Many people wonder about what kind of training collar they should get for their dog. The question becomes more important if your dog is a puller or is reactive towards people, vehicles, or other animals when out on walks.
Flat collars come in a lot of colors and can be quite decorative. Most dogs should wear one with an id tag attached, even if you’re not hooking your leash to it.
Flat collars can get hung up on things, which is why some people don’t keep them on their dog. But if your dog is lost, even if microchipped, that lack of id may make it more difficult to get your dog back.
Thankfully, flat collars also come in breakaway styles so that if your dog did get hung up, the collar would break off. But if you’re using one for leash walking, make sure it won’t come undone if your dog pulls.
Prong and Choke Collars
These collars work by inflicting pain or discomfort on your dog. Some trainers will try to persuade their clients that they’re no big deal and may even put it around your wrist to show you. But there are only 2 basic ways  we can influence a dog’s behavior:
- reward what we like to get more of it
- punish what we don’t like
At worst these types of collars can damage the throat, neck, esophagus, and other delicate areas. At best, they are relying on annoyance and irritation. In between is fear, pain, and some use it to cut off a dog’s oxygen.
I recently watched a case study with a dog who was put on a prong, a trainer jerked, and the dog bit him. It turned out the dog had undiagnosed spine and neck issues. That leash jerk undoubtedly caused excruciating pain.
If your dog pulls or is reactive on walks, there are far better tools to keep you and your pup safe.
Shock Collars or E-Collars
There are a few franchised dog training companies that provide these. They also seem to be popular with board and train companies, as well as other private trainers. The way they are explained is that they are like a “tap on the shoulder.” Or clients will be told that, “it’s just like a TENS unit.”
Similarly to the prong and choke chains, this type of collar cannot work without inflicting discomfort and pain. As a human, you can adjust your own TENS stimulation up or down so that it’s comfortable for you. Dogs are not given any choice in the matter and it’s not an apt comparison.
What a human is focused on when delivering a shock, is not necesssarily what the dog is focused on. There can also be fallout from the use of the collar. I have a friend who put her dog through rattlesnake avoidance training with a shock collar. The dog developed a phobia of lawn sprinklers (the sound was similar to the snake.)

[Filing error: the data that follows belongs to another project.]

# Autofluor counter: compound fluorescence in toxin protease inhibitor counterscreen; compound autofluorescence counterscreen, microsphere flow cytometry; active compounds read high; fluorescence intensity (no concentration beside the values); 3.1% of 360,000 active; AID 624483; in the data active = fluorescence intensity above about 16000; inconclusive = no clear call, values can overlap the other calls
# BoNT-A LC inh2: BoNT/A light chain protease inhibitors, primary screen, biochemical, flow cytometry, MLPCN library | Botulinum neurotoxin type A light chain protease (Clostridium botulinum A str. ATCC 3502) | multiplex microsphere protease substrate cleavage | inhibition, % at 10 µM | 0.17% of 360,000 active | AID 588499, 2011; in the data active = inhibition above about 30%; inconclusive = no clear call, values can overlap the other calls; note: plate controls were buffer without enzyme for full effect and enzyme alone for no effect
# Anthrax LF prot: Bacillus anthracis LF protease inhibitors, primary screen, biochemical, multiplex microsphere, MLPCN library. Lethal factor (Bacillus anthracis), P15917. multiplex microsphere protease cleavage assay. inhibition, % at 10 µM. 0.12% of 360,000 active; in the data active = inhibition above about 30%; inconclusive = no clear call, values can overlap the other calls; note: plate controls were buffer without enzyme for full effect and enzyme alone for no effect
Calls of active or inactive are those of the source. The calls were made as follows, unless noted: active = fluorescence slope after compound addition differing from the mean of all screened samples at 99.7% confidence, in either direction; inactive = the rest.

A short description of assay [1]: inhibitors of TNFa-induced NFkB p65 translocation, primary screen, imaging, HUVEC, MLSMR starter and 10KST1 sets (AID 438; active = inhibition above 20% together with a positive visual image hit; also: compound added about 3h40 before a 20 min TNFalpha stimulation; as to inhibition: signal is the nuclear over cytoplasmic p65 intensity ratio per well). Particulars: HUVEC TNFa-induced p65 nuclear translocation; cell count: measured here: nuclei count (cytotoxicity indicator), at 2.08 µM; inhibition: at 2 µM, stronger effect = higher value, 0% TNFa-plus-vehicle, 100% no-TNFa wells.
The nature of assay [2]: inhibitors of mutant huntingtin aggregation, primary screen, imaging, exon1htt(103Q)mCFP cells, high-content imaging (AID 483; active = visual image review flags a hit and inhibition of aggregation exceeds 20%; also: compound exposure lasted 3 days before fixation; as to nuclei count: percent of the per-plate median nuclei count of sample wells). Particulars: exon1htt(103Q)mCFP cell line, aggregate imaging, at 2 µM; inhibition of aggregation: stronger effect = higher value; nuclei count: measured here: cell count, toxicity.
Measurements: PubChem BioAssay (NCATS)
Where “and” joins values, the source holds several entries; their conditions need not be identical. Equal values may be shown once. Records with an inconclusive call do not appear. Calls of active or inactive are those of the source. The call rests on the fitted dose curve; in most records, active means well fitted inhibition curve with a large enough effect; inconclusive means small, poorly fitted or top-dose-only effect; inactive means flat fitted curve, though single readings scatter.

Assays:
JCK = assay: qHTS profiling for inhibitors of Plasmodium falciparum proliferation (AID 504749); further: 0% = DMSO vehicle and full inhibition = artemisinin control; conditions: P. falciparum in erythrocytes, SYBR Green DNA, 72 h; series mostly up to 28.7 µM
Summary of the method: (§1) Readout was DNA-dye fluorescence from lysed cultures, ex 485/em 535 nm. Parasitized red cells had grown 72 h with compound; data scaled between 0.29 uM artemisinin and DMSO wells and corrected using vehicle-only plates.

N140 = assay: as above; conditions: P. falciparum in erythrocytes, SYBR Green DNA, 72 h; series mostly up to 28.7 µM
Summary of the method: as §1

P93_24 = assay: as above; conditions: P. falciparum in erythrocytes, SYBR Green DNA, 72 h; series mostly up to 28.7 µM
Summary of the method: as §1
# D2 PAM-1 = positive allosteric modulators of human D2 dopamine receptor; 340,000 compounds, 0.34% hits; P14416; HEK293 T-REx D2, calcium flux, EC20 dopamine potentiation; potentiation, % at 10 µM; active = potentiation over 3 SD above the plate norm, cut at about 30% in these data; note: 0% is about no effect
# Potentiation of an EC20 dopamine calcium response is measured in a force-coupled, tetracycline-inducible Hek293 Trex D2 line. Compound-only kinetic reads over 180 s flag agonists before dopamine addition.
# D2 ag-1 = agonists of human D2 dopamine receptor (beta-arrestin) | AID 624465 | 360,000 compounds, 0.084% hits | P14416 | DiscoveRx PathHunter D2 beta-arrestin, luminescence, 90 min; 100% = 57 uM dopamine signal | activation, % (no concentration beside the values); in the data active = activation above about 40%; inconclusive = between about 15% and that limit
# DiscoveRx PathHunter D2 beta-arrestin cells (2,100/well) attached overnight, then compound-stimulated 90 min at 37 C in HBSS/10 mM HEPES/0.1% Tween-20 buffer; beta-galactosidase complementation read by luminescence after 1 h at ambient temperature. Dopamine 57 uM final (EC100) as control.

More about these in the section on leash pulling. Many people think these are some type of muzzle, but they are actually a type of collar.
When a dog pulls, the head is gently turned back towards the handler. This is a safe and humane way to get a dog to not pull an owner around. There is more about them in the leash pulling section.
What Collar to Use for Leash Pulling
These punitive collars are often used by people whose dog pulls them around. No one enjoys being pulled and older people may actually be in danger of being knocked over if they’re walking a big dog that pulls hard. There are at least 3 ways to solve pulling problems, and 2 don’t even require training!
- Train your dog not to pull. There are many ways to use reward based training to get your dog to stop pulling. But, I encourage people to not bother and instead use either of the other options in this list.
- Head Collars. I’m aware of two brands: Halti and Gentle Leader. Both go around the snout. Many dogs are nervous or scared by these and those dogs will need counterconditioning to get them to accept them. But they are a humane and effective tool to stop pulling and can also be very helpful for leash reactive dogs.
- No Pull Harness. These harnesses work because the leash is clipped to the front of the chest. When the dog tries to pull, he ends up going a bit sideways. He soon figures out on his own, that to go where he wants to, he needs to keep pressure off ad not pull. These won’t work for every dog, but most pet stores would let you make a return if it’s not working for your particular dog. These are my favorite for pullers.
But My Dog Goes Crazy on Leash!
Dogs can be reactive on leash, pulling, snarling, lunging, growling at motor vehicles, bicycles, people and other dogs. This can be due to frustration, fear, or other emotions. Head collars can be a helpful tool along with desensitization and counter conditioning.
If your dog has trouble walking nicely on a leash and you’re in the greater Sacramento area and need help, let’s talk!